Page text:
Some Roaring Fork Schools athletes face extra challenge: travel to be part of their sport
Post Independent Correspondent
Scholar-athlete is a title that many high school students hold, but in this valley, it’s not always for their own school. A lot of students in the Roaring Fork Valley must travel to other schools and teams to compete.
“I like lacrosse a lot and I wanted to play on a varsity team,” said Kendall Knott, a Glenwood Springs High School senior. “I decided to play at Aspen even, opposed to Roaring Fork because Roaring Fork only offered JV and Glenwood doesn’t offer it at all.”
During the spring athletic season, Knott spends about 22 hours a week driving to Aspen High School to play on its varsity lacrosse team.
“There’s definitely joking about coming from another school,” said Knott. “A lot of the other athletes are really accepting of it and give me a lot of kudos for having such a commitment for wanting to spend four hours a day for 12 weeks doing lacrosse.”
If a student’s school doesn’t offer a sport in which they are interested in participating, then the student-athlete is allowed to travel to the closest school that offers the sport under rules of the Colorado High School Activities Association. CHSAA requires “all students to have equal access and opportunities to participate in activities and athletics under the title IX Education Amendment.”
“If Roaring Fork High School doesn’t offer a sport, then I think it’s good that those kids have the opportunity to go and play that sport somewhere else,” said Jade Bath, the RFHS athletic director who, as a former student-athlete was a four-year member of the RFHS girl’s basketball team even though she attended neighboring Colorado Rocky Mountain School.
“It would be nice if they were able to play the sport that they like at the school they attend, but I’ve only heard positive things,” Bath said. “Many students have a lot of friends at both schools.”
Roaring Fork and Basalt high schools support several combined teams, as well, including coed cross country, and boy’s golf and wrestling. The combined approach helps boost numbers for smaller sports programs.
The Basalt/Roaring Fork cross country team fully embraces the shared program with a team motto, “Where the horns come together,” and a special jersey emblazoned with a half Longhorn, half Ram mascot.
But travelling for practice and catching the bus for athletic events is often left to the athletes and their parents, which adds an extra challenge to playing for another school.
Playing for a different school also causes athletes to miss classes.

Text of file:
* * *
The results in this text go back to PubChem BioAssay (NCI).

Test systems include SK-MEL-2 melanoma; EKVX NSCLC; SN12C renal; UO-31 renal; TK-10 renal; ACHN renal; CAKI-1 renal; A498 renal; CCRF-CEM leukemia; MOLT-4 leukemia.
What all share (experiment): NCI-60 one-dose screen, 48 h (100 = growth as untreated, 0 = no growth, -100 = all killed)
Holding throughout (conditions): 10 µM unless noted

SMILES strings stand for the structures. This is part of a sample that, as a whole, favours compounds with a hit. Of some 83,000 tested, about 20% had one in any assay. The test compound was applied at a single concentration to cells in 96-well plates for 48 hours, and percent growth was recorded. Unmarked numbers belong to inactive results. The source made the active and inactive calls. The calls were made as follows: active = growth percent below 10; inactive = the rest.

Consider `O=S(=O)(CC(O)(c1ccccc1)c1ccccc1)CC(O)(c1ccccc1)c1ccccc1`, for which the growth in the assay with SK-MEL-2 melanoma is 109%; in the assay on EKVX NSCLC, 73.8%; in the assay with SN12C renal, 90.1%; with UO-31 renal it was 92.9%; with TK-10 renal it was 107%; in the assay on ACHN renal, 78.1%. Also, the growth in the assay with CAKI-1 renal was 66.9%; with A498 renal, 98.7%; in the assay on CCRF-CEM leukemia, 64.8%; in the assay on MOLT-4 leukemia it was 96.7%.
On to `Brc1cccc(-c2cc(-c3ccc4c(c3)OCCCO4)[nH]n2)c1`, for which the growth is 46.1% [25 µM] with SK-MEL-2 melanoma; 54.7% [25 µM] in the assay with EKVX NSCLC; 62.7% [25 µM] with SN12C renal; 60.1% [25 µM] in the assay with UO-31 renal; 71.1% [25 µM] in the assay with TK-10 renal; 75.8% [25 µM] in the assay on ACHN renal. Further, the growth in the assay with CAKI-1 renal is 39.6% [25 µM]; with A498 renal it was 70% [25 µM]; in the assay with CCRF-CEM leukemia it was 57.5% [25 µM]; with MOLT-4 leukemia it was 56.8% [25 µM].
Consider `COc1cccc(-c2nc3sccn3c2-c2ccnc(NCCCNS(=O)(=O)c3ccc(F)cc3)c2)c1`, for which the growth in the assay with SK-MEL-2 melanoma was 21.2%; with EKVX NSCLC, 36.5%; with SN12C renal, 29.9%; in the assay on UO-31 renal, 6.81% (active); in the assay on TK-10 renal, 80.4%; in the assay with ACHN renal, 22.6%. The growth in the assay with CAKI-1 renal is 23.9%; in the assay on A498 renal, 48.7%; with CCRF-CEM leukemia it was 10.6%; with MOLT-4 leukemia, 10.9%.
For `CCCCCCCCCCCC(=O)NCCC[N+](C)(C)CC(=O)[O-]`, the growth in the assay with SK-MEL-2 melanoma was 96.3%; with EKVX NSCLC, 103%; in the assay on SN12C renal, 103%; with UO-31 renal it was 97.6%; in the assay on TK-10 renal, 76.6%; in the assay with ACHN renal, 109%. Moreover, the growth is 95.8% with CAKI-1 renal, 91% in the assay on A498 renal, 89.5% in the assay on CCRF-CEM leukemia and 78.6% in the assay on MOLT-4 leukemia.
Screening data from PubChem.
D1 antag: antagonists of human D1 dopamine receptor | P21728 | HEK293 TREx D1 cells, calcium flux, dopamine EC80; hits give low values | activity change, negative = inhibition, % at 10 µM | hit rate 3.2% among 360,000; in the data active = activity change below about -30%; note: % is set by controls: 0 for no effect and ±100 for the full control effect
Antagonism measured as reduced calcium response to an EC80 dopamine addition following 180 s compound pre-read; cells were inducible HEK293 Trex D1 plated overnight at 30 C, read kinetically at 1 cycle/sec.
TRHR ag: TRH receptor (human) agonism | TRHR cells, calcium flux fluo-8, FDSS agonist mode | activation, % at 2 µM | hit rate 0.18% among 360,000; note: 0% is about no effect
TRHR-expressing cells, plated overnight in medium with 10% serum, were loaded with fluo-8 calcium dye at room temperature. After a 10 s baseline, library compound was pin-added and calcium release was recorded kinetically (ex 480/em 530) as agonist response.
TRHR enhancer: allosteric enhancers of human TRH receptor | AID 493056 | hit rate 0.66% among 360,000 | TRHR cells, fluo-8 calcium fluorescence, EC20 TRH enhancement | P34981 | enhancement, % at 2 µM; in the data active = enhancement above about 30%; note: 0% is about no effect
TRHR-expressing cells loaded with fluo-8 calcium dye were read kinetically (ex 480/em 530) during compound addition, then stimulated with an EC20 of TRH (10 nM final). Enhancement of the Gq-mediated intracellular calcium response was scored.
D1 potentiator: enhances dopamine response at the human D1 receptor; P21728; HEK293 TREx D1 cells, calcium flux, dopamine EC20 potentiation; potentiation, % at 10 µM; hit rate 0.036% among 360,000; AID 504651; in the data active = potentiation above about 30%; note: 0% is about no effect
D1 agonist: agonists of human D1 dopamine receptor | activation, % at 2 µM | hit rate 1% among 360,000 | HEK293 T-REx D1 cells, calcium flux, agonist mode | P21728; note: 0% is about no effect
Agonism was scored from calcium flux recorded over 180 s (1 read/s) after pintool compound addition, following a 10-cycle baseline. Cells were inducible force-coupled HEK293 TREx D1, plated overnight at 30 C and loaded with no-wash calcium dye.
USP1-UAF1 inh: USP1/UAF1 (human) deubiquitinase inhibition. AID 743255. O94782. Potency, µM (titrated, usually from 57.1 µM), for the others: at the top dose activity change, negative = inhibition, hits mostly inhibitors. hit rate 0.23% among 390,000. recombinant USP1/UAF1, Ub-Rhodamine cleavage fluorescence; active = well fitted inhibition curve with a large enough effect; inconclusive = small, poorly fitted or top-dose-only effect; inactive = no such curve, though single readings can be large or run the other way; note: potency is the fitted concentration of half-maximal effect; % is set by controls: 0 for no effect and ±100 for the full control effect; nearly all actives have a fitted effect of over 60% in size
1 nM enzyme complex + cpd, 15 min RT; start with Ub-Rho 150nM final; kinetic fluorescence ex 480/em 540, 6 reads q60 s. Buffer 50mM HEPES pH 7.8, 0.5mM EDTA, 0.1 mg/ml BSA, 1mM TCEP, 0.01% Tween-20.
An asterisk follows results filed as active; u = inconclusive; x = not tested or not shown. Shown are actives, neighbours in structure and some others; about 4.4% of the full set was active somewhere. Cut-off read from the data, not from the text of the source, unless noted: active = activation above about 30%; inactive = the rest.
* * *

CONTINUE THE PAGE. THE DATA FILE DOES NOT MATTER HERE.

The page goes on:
“I have to leave Glenwood a lot earlier,” said GSHS junior David Zalinski. “It really cuts into work time.”
Zalinski played for the Aspen High School varsity tennis team his sophomore and junior years because, while GSHS offers girl’s tennis, it does not have a boy’s team. He attended a tennis academy in South Carolina for the second half of his sophomore year to work on his game.
“I want to try and be a collegiate player and I just don’t have the resources here (at GSHS) to do that,” said Zalinski.
Sometimes, a student-athlete wants to participate on teams not offered by local high schools.
“I played school sports when I was in middle school, but then I realized that skiing was more important to me,” said Nolen Johnson, another GSHS junior. “I want to put all my attention into the sport I love the most and the AVSC (Aspen Valley Ski Club) ski team up in Aspen is the only one that offers it throughout the valley.”
Johnson has skied on the team for seven years, competing in freestyle skiing statewide and nationally throughout his five-month-long season.
“Coming back in after that week of missing school is really hard to catch up on,” said Johnson.
Travelling student-athletes also feel like they receive less support from their schools.
“It’s hard dealing with two athletic directors,” said Knott. “Our coaches aren’t able to contact our schools easily, so when I have to miss class for practice or games, communicating is a lot harder having to go through double the amounts of people.”
Student-athletes often miss events at their school and part of the high school experience. There’s also the issue of high school camaraderie.
“You do miss out on showing school spirit,” said Paige Gianinetti, a Roaring Fork High senior. “You aren’t necessarily able to participate with your community coming together.”
Gianinetti drives from Carbondale to Glenwood Springs every weekday after school to participate on the GSHS varsity cheerleading squad.
“Cheer has been my main interest for as long as I can remember,” Gianinetti said. “I’m willing to do all that I can to continue what I love. The friends that I’ve made through this opportunity keep me motivated while getting through the Glenwood traffic, and put a smile on my face each day when I walk into the gym.”
Although there are many challenges for student-athletes who travel for their sports, they all say they gain more than they lose.
“I put my Aspen letter on the back of my letter jacket right below the Demon,” said Knott. “I get trouble from Glenwood kids, but I’m proud of my letters and I’m proud that I’ve accomplished more things in more places than many other students have.”
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A straw poll by the Pitkin County commissioners Wednesday indicated they would grant approval to Aspen Skiing Co.’s long-sought expansion into the Pandora’s terrain. The board did not take a formal vote, and instead, county commissioners and staff will meet to hammer out details on formal approval documents and it will be back on the Nov. 17 agenda for the vote.